Went to bed last night with the realisation that all the world’s a sham, except maybe the art of bread-making. Supplying fresh wholesome handmade loaves to the local community, donating what’s left at the end of the day to charity. Betty’s Bakery. No! That means brand logo, catchphrase, and marketing—I’ve already joined the ranks of those from whom I wish to escape (a calculator sounds in the distance, an interior designer is hired). What then? Ought I arm myself, self-consciously and pretentiously, with a copy of Walden and off to the woods, a retreat from modernity and its attendant excesses? In the company of humans their expectations and norms I live a life of anxiety, said anxiety owing to the way my brain is wired which, in turn, owes to the life I have lived with the temperament I was born with. In the company of nature and wildlife the expectation is to survive, but not so long ago just last year I think I had to look up the definition of fortitude. The definition, once read, made me laugh at myself for not knowing what it was. I’m good at that. But self-deprecation won’t do when faced with a bear, a deadly bite, the ensuing infection, and, worse than pus, the silent panic through it all. Better people and walls, calculators and clocks, after all.
There’s something incredibly comforting about Greek delis—the grubbier a deli is, the more homely I find it. This has everything to do with The Greek Deli being a permanent fixture of my Inner West upbringing and also says everything about mine being a creature of habit, in other words a lamenter of change. Continue reading
“Tell me that you want those kind of things/That money just can’t buy/I don’t care too much for money/For money can’t buy me love”: these are the words of wisdom sang by Paul McCartney on The Beatles’ 1964 hit “Can’t Buy Me Love” which he wrote with John Lennon. They send me soul-searching every time I hear it, and I hear it a lot because A Hard Day’s Night is one of my favourite albums. Continue reading
Every year, on the 31st of December, the old year and the new are separated by a flimsy second at 23:59:59. For me, not for as long as I remember but as the years piled on and forced me into the 25th anniversary of my existence with an unrelenting hand, that second is the loneliest, saddest, most hateful out of all the 31,536,000 seconds there are in a year. Continue reading
america, books, charles dickens, christmas, cinema, culture, england, family, film, food, harry potter, history, holidays, j. k. rowling, life, memory, movie, music, nostalgia, pop culture, reading, television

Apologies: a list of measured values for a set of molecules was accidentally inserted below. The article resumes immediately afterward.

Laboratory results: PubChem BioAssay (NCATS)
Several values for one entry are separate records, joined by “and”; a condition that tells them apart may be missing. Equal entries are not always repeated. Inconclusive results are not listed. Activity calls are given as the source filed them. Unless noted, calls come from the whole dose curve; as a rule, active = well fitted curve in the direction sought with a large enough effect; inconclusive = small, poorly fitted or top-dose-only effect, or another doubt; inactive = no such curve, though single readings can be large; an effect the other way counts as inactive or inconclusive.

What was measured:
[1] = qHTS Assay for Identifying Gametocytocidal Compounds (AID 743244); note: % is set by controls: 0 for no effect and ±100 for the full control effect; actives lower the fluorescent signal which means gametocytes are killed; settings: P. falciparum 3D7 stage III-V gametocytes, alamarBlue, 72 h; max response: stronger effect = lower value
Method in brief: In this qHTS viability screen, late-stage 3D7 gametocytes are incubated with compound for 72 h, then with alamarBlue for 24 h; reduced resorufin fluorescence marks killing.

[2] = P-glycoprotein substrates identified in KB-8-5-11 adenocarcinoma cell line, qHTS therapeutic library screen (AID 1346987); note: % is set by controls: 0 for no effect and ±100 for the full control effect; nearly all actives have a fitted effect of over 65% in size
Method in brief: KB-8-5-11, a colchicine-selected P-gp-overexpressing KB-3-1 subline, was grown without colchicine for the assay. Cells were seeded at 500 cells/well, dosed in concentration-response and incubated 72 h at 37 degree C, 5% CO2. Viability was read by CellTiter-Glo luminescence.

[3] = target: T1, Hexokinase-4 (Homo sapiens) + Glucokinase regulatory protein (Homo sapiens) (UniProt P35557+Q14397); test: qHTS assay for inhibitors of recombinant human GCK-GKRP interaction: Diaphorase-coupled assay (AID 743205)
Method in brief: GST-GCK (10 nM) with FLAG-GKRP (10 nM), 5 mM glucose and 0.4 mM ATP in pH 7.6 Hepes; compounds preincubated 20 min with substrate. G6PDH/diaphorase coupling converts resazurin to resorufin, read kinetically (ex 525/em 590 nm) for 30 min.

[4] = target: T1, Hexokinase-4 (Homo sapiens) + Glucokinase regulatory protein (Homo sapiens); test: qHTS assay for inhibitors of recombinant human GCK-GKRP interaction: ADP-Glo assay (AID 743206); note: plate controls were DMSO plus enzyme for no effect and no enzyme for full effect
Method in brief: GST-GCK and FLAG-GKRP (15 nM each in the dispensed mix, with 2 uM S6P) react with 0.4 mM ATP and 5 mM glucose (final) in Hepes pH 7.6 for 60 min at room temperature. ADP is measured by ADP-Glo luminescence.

I am Chinese, my family is small and we are not religious. We don’t do gifts and parties, nor do we transform our home into a tricolour tinsel and cedar wonderland. I never even believed in Santa, thanks to my mother’s casual ‘Santa and magic and stuff are not real, it’s all made up’ when I was very young.
For Christians, Christmas is the birth of Jesus. For the non-religious, it is about Santa, reindeers, and snow. For us, it is a time to eat together: we mark the day celebrated by many with food and family, the pillars of Chinese culture, and I would not have it any other way.
But Christmas itself—be your take on it Christian or capitalist—is not Chinese, no matter how I celebrate it. Christmas in my mind is a kaleidoscope of Anglo-American sights and sounds. Continue reading
The disillusioned teenager in me never died. James Dean called and I answered; that is to say, his brutally realistic portrayal of troubled teen Jim Stark reminded me of myself all those years ago—I think 15 is the average age at which one sheds their childhood coil—when, along with my peers, it became more apparent than ever to us that pain and suffering are inevitable, as is death.
The angst was real and it was raw. For the hypersensitive ones who felt and thought about everything deeply and personally, creative expression Continue reading
How would you like to be left at a concert by your very best friend? Aside from feeling utterly gutted, I was sick with guilt and worry. What was I doing dragging her to something she wouldn’t enjoy, and how was I to live with myself if something were to happen to her on her way home, alone at night? To further complicate things, that live performance ended up being the most emotionally intense musical experience of my life. It was, paradoxically, the best and worst night ever. This is a raw and honest open letter to my best friend about that night. Continue reading
The most gorgeous little boy came into my workplace today. I was talking to his mother when a blur of blonde swished past her hips; my view was blocked at first by the high counter behind which I stood, but when I brought the catalogue of Christening cakes to her table later, I couldn’t help but take a good look at what I knew would be a child cherubic enough to send Raphael into a frenzy of Sistine proportions.
And he was: his perfectly round little head, platinum under the sun just then, was now strawberry blonde verging on faux ginger as he sat where the light did not reach. Add to that a chubby buttermilk face that was freckle-free and spotless, fresh and soft the way all baby skin are, and add also his impossibly light, fairy-like golden lashes and you almost have the whole picture. Almost; but oh his eyes! Continue reading